Bolsonaro Says Petrobras Privatization Is ‘On Our Radar’ As Fuel Prices Rise

(Reuters, 25.Oct.2021) — Brazilian President Jair Bolsonaro reiterated that he is considering the privatization of state-run oil company Petrobras, boosting its shares along with news of a fresh price hike in the domestic gasoline and diesel market.

“This is on our radar,” the far-right president said during a radio interview. “But privatizing a company is not just putting it on a shelf and whoever offers the highest bid takes it, it is very complicated.”

Bolsonaro had first mentioned a potential privatization of Petroleo Brasileiro SA – as the company is formally known – earlier this month, indicating that he was frustrated for being blamed for fuel price increases in the country.

Petrobras announced on Monday it will raise diesel and gasoline prices at the refinery gate starting on Tuesday, following a recent spike in oil prices and a sharp depreciation of Brazil’s currency.

The state-run firm said it will raise gasoline prices by 7% to 3.19 reais ($0.5656) per liter, while diesel prices will rise 9% to 3.34 reais.

“Aligning our prices with international markets is especially relevant right now, as Petrobras has received atypical demand (from fuel distributors) for November,” Petrobras said in a statement.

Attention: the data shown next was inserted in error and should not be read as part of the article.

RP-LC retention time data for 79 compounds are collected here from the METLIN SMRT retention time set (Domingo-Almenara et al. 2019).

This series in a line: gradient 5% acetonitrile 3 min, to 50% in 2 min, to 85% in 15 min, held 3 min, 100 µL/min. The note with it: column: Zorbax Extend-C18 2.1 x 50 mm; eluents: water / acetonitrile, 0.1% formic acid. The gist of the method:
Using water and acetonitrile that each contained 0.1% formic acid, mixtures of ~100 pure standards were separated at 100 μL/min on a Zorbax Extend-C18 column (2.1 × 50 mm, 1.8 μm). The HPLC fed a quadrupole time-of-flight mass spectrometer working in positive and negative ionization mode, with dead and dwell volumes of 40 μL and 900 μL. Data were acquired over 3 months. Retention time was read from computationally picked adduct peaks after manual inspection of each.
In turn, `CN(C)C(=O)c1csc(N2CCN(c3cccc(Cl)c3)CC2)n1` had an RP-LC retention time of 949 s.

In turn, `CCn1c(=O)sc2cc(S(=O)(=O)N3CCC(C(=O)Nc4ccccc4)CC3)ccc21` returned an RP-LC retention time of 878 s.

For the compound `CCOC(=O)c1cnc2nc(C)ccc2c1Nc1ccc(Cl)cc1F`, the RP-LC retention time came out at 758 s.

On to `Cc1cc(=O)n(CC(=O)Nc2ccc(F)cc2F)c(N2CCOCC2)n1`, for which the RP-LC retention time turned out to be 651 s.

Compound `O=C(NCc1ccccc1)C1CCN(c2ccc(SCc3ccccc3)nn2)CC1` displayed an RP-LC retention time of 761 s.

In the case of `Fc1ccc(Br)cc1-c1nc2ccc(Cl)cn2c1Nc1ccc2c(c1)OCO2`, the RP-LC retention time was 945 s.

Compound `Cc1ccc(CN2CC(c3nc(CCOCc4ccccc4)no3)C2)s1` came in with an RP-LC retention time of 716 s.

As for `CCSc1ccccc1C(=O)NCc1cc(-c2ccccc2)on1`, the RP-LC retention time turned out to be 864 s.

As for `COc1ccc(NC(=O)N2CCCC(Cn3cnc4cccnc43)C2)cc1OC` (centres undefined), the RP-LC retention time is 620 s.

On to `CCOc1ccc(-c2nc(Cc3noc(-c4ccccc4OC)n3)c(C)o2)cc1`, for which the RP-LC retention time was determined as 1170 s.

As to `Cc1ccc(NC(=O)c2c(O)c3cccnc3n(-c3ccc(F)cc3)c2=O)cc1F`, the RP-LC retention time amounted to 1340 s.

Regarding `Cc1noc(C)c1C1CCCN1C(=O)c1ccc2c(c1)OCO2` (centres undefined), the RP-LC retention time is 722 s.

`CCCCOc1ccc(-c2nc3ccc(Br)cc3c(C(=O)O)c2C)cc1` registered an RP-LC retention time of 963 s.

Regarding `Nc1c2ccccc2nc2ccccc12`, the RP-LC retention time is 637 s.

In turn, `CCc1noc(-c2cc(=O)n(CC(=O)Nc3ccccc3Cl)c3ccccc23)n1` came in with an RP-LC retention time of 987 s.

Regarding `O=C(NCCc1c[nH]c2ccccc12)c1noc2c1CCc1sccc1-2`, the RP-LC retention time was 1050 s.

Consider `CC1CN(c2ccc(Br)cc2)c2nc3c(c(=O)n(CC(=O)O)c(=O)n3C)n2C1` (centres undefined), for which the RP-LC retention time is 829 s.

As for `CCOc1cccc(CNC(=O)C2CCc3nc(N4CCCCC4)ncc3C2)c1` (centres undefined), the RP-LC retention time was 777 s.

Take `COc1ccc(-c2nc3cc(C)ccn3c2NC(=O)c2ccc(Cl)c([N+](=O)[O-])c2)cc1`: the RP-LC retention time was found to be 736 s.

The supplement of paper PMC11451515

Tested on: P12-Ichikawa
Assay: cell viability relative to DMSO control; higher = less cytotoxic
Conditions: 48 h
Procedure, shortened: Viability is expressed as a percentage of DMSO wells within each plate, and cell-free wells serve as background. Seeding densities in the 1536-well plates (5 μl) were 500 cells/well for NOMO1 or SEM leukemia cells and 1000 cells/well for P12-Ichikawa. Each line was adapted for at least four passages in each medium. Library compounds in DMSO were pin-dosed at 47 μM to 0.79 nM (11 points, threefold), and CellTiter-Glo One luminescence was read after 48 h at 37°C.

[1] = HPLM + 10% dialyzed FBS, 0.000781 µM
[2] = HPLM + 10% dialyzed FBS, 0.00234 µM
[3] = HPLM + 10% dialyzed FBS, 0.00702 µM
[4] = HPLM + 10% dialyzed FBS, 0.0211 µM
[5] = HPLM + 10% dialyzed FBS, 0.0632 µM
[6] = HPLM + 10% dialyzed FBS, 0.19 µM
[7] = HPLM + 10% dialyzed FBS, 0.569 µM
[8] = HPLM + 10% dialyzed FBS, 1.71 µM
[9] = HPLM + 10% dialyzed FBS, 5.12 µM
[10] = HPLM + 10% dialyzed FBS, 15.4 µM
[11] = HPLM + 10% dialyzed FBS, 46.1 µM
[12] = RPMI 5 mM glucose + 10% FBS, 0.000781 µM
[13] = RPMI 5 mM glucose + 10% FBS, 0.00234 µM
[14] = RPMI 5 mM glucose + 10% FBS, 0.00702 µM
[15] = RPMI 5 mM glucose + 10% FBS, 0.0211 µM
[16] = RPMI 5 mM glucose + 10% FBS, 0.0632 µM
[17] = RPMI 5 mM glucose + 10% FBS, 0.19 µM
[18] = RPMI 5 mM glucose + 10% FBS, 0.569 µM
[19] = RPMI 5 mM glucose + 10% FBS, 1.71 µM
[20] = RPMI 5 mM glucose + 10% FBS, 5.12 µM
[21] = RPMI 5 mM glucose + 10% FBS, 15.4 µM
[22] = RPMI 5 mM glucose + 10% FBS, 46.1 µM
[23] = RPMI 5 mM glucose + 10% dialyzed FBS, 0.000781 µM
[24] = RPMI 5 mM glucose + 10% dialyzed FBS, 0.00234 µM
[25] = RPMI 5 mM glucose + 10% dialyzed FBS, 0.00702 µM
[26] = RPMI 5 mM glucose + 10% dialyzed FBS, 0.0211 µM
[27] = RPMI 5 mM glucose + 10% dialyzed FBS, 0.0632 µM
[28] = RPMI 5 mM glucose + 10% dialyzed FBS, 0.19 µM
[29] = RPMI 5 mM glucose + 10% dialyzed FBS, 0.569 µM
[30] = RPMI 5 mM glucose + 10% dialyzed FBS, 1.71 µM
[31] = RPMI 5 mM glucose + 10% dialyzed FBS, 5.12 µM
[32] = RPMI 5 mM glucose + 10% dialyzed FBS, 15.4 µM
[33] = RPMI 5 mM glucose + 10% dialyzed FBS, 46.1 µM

The company has become a hot political topic as energy costs have driven Brazil’s annual inflation into double digits, hurting Bolsonaro’s popularity ahead of next year’s election.

Analysts at Credit Suisse welcomed the new price adjustment.

“The price hike reduces the significant discount to import parity, which in our view now stands at circa 11% for both fuels,” they said in a research note.

Preferred shares in the company, which were up about 3.5% after Bolsonaro’s remarks, extended gains following the fuel price hike. They were trading up 4.6% at 28.42 reais.


$1 = 5.6404 reais

Reporting by Lisandra Paraguassu in Brasilia and Marta Nogueira in Rio de Janeiro; Writing and additional reporting by Gabriel Araujo Editing by Paul Simao